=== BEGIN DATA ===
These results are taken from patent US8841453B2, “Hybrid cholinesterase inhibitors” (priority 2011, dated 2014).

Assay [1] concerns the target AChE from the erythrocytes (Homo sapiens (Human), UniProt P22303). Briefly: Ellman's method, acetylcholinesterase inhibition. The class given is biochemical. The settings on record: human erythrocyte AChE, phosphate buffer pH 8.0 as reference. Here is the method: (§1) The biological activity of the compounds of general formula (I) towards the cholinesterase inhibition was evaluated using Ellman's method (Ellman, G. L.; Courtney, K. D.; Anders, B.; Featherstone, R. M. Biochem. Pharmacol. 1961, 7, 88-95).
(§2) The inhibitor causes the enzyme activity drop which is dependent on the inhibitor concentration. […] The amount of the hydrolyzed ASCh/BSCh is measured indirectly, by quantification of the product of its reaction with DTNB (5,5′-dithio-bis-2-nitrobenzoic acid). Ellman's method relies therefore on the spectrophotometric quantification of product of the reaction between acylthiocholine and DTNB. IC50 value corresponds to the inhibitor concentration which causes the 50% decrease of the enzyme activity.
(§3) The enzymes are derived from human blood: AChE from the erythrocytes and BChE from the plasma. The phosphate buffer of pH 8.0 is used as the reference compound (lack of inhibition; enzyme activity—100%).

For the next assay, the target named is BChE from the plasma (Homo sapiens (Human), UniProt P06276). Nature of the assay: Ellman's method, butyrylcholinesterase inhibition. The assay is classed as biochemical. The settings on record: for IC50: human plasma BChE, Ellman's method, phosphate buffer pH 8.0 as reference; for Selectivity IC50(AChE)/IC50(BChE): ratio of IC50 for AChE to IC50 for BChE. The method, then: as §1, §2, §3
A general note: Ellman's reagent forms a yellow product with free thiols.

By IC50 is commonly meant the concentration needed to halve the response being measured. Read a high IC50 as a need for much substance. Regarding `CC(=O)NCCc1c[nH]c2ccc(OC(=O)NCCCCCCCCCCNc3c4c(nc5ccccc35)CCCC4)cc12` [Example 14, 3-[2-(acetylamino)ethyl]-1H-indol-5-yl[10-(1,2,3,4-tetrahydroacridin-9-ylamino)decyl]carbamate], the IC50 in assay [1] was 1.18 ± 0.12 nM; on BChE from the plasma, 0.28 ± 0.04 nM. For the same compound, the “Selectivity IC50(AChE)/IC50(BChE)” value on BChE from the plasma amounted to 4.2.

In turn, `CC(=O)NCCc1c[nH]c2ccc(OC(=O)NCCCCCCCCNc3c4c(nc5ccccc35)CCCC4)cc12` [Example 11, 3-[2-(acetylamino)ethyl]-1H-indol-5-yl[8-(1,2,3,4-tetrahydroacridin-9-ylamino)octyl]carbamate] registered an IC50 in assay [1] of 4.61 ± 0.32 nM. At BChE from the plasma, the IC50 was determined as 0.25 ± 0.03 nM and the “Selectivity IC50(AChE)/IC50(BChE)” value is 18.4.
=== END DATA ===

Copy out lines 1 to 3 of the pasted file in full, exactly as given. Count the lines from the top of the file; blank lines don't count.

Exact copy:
These results are taken from patent US8841453B2, “Hybrid cholinesterase inhibitors” (priority 2011, dated 2014).

Assay [1] concerns the target AChE from the erythrocytes (Homo sapiens (Human), UniProt P22303). Briefly: Ellman's method, acetylcholinesterase inhibition. The class given is biochemical. The settings on record: human erythrocyte AChE, phosphate buffer pH 8.0 as reference. Here is the method: (§1) The biological activity of the compounds of general formula (I) towards the cholinesterase inhibition was evaluated using Ellman's method (Ellman, G. L.; Courtney, K. D.; Anders, B.; Featherstone, R. M. Biochem. Pharmacol. 1961, 7, 88-95).
(§2) The inhibitor causes the enzyme activity drop which is dependent on the inhibitor concentration. […] The amount of the hydrolyzed ASCh/BSCh is measured indirectly, by quantification of the product of its reaction with DTNB (5,5′-dithio-bis-2-nitrobenzoic acid). Ellman's method relies therefore on the spectrophotometric quantification of product of the reaction between acylthiocholine and DTNB. IC50 value corresponds to the inhibitor concentration which causes the 50% decrease of the enzyme activity.